From: Brian S Cade <cadeb_at_usgs.gov>

Date: Fri, 29 Apr 2011 14:51:23 -0600

Date: Fri, 29 Apr 2011 14:51:23 -0600

Rob: Fisher's exact test is conceptually possible for any r x c contingency table problem and uses the observed multinomial table probability as the test statistic. Other tests for r x c contingency tables use a different test statistic (Chi-squared, likelihood ratio, Zelterman's). It is possible that the probabilities for any of these procedures may differ slightly for the same table configuration even if the probabilities for each test are calculated by enumerating all possible permutations (hypergeometric) under the null hypothesis. See Mielke and Berry 2007 (Permutation Methods: A distance function approach) Chps 6 and7. Mielke has provided efficient Fortran algorithms for enumerating the exact probabilities for 2x2, 3x2, 4x2, 5x2, 6x2 ,3x3,and even 2x2x2 tables for Fisher's exact and Chi-square statistics. I don't remember whether Cyrus Meta's algorithms for Fisher's exact can do more. But the important point to keep in mind is that it is possible to use different statistics for evaluating the same null hypothesis for r x c tables (Fisher's exact uses one form, Chi-square uses another, etc.) and the probabilities can be computed by exact enumeration of all permutations (what people expect Fisher's exact to do but also possible for Chi-square statistic) or by some approximation (asymptotic distribution, Monte Carlo resampling). The complete enumeration of test statistics under the null becomes computationally intractable for large dimension r x c problems whether using the observed table probability (like Fisher's exact) as a test statistic or other like Chi-square statistic.

So in short, yes you can use Fisher's exact on your 4 x 2 problem, and the result might differ from using a Chi-square statistic even if you compute the P-value for the Chi-square test by complete enumeration. Note that the minimum expected cell size for the Chi-square test is related to whether the Chi-square distributional approximation (an asymptotic argument) for evaluating the Chi-square statistic will be reasonable and is irrelevant if you calculate your probabilities by exact enumeration of all permutations.

Brian

Brian S. Cade, PhD

U. S. Geological Survey

Fort Collins Science Center

2150 Centre Ave., Bldg. C

Fort Collins, CO 80526-8818

email: brian_cade_at_usgs.gov

tel: 970 226-9326

From:

viostorm <rob.schutt_at_gmail.com>

To:

r-help_at_r-project.org

Date:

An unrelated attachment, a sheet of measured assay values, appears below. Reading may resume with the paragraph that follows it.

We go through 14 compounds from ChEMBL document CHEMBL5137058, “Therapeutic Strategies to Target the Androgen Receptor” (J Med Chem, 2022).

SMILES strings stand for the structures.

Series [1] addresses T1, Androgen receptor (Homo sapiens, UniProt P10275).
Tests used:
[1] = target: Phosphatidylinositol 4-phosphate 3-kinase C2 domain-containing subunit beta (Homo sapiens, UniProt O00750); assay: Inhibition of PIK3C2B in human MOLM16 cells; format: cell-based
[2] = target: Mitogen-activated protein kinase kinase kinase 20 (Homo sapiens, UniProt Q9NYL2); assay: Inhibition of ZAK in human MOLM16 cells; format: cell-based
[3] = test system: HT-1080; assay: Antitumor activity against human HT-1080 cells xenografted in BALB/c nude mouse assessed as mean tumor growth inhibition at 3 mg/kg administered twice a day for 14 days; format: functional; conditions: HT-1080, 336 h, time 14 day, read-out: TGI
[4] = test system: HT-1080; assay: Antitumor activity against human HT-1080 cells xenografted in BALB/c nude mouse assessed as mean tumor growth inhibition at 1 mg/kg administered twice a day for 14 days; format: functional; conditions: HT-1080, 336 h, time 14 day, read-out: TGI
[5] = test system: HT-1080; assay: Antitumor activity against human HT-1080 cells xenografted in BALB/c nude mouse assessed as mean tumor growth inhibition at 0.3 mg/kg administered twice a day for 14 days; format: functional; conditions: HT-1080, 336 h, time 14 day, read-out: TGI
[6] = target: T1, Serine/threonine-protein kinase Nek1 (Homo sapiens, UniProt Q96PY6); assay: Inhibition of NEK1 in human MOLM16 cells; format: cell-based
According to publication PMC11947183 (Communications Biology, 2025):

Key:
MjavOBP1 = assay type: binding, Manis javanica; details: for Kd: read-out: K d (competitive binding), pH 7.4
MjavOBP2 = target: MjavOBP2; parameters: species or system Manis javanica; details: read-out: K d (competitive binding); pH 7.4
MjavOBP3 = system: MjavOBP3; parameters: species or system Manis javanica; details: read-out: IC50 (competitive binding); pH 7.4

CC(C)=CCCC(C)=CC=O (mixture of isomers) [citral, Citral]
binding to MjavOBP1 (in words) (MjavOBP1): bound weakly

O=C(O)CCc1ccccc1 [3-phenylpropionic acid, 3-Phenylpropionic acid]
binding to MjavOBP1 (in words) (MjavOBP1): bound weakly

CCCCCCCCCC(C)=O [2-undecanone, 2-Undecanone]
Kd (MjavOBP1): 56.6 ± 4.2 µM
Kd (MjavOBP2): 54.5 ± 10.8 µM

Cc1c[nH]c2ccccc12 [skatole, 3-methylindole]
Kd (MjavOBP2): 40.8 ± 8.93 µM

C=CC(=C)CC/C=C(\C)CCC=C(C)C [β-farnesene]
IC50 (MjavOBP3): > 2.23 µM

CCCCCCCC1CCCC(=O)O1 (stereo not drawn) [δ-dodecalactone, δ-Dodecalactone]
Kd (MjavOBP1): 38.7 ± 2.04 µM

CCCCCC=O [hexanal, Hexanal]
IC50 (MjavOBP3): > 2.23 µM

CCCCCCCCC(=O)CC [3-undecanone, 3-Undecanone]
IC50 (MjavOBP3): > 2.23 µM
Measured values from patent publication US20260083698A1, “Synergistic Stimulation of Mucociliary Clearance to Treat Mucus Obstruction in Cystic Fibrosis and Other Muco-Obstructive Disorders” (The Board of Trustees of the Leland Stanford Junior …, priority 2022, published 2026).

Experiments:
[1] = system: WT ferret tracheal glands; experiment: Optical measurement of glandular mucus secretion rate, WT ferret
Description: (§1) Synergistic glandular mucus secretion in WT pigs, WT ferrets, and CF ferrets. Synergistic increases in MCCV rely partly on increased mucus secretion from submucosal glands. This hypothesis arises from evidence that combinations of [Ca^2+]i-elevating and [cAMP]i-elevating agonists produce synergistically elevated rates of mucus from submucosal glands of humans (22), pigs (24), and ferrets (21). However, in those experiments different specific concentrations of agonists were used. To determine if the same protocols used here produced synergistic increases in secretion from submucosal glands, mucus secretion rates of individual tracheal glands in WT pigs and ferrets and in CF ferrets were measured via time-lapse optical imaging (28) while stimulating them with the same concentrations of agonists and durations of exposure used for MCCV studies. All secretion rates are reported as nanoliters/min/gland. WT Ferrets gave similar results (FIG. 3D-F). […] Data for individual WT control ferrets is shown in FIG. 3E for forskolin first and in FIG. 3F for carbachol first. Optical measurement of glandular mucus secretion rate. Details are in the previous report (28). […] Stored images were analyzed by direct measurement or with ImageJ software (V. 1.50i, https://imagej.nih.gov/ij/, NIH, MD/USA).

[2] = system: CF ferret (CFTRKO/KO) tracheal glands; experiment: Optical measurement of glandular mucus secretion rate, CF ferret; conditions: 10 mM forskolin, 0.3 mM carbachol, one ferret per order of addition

04/29/2011 01:23 PM

Subject:

Re: [R] fisher exact for > 2x2 table

Sent by:

r-help-bounces_at_r-project.org

After I shared comments form the forum yesterday with the biostatistician
he

indicated this:

"Fisher's exact test is the non-parametric analog for the Chi-square test for 2x2 comparisons. A version (or extension) of the Fisher's Exact test, known as the Freeman-Halton test applies to comparisons for tables greater than 2x2. SAS can calculate both statistics using the following instructions.

proc freq; tables a * b / fisher;"

Do people here still stand by position fisher exact test can be used for
RxC

contingency tables ? Sorry to both you all so much it is just important
for

a paper I am writing and planning to submit soon. ( I have a 4x2 table but
does not meet expected frequencies requirements for chi-squared.)

I guess people here have suggested R implements, the following, which
unfortunately are unavailable at least easily at my library but at least
by

the titles indicates it is extending it to RxC

Mehta CR, Patel NR. A network algorithm for performing Fisher's exact test in r c contingency tables. Journal of the American Statistical Association 1983;78:427-34.

Mehta CR, Patel NR. Algorithm 643: FEXACT: A FORTRAN subroutine for
Fisher's

exact test on unordered r x c contingency tables. ACM Transactions on
Mathematical Software 1986;12:154-61.

The only reason I ask again is he is exceptionally clear on this point.

Thanks again,

-Rob

viostorm wrote:

*>
**> Thank you all very kindly for your help.
**>
**> -Rob
**>
**> --------------------------------
**> Robert Schutt III, MD, MCS
**> Resident - Department of Internal Medicine
*

> University of Virginia, Charlottesville, Virginia

*>
*

viostorm wrote:

*>
**> Thank you all very kindly for your help.
**>
**> -Rob
**>
**> --------------------------------
**> Robert Schutt III, MD, MCS
**> Resident - Department of Internal Medicine
*

> University of Virginia, Charlottesville, Virginia

*>
*

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